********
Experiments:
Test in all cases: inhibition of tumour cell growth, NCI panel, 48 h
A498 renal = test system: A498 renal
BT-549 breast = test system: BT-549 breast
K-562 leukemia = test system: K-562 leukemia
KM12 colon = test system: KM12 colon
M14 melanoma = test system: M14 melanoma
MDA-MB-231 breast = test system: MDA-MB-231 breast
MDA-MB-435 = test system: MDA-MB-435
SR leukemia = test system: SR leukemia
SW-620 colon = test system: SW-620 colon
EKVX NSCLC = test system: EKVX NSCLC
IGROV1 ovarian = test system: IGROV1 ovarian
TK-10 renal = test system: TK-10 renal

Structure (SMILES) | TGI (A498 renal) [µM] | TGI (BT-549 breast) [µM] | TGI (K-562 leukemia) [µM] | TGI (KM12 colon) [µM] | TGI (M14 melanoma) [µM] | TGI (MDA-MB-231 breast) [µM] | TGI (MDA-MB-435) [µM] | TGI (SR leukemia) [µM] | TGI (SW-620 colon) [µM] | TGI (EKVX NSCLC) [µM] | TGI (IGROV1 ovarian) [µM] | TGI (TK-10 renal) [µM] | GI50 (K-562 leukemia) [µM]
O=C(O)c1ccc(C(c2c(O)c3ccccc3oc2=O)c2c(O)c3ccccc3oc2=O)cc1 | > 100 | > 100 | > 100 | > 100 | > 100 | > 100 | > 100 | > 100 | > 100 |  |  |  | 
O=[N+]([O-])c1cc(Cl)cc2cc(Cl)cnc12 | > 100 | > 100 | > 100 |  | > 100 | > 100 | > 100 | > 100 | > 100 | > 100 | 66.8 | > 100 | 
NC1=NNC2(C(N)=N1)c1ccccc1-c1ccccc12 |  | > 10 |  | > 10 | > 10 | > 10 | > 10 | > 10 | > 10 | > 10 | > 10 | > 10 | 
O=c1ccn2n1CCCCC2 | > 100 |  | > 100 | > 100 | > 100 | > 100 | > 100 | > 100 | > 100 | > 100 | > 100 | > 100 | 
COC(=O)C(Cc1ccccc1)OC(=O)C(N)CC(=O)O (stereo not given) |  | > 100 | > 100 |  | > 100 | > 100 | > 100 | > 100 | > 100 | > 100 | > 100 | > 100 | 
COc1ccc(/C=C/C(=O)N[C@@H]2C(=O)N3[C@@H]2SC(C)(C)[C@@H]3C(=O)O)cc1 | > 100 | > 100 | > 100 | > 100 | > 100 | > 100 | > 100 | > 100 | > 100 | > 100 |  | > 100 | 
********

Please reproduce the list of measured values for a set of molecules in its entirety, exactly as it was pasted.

Experiments:
Test in all cases: inhibition of tumour cell growth, NCI panel, 48 h
A498 renal = test system: A498 renal
BT-549 breast = test system: BT-549 breast
K-562 leukemia = test system: K-562 leukemia
KM12 colon = test system: KM12 colon
M14 melanoma = test system: M14 melanoma
MDA-MB-231 breast = test system: MDA-MB-231 breast
MDA-MB-435 = test system: MDA-MB-435
SR leukemia = test system: SR leukemia
SW-620 colon = test system: SW-620 colon
EKVX NSCLC = test system: EKVX NSCLC
IGROV1 ovarian = test system: IGROV1 ovarian
TK-10 renal = test system: TK-10 renal

Structure (SMILES) | TGI (A498 renal) [µM] | TGI (BT-549 breast) [µM] | TGI (K-562 leukemia) [µM] | TGI (KM12 colon) [µM] | TGI (M14 melanoma) [µM] | TGI (MDA-MB-231 breast) [µM] | TGI (MDA-MB-435) [µM] | TGI (SR leukemia) [µM] | TGI (SW-620 colon) [µM] | TGI (EKVX NSCLC) [µM] | TGI (IGROV1 ovarian) [µM] | TGI (TK-10 renal) [µM] | GI50 (K-562 leukemia) [µM]
O=C(O)c1ccc(C(c2c(O)c3ccccc3oc2=O)c2c(O)c3ccccc3oc2=O)cc1 | > 100 | > 100 | > 100 | > 100 | > 100 | > 100 | > 100 | > 100 | > 100 |  |  |  | 
O=[N+]([O-])c1cc(Cl)cc2cc(Cl)cnc12 | > 100 | > 100 | > 100 |  | > 100 | > 100 | > 100 | > 100 | > 100 | > 100 | 66.8 | > 100 | 
NC1=NNC2(C(N)=N1)c1ccccc1-c1ccccc12 |  | > 10 |  | > 10 | > 10 | > 10 | > 10 | > 10 | > 10 | > 10 | > 10 | > 10 | 
O=c1ccn2n1CCCCC2 | > 100 |  | > 100 | > 100 | > 100 | > 100 | > 100 | > 100 | > 100 | > 100 | > 100 | > 100 | 
COC(=O)C(Cc1ccccc1)OC(=O)C(N)CC(=O)O (stereo not given) |  | > 100 | > 100 |  | > 100 | > 100 | > 100 | > 100 | > 100 | > 100 | > 100 | > 100 | 
COc1ccc(/C=C/C(=O)N[C@@H]2C(=O)N3[C@@H]2SC(C)(C)[C@@H]3C(=O)O)cc1 | > 100 | > 100 | > 100 | > 100 | > 100 | > 100 | > 100 | > 100 | > 100 | > 100 |  | > 100 | 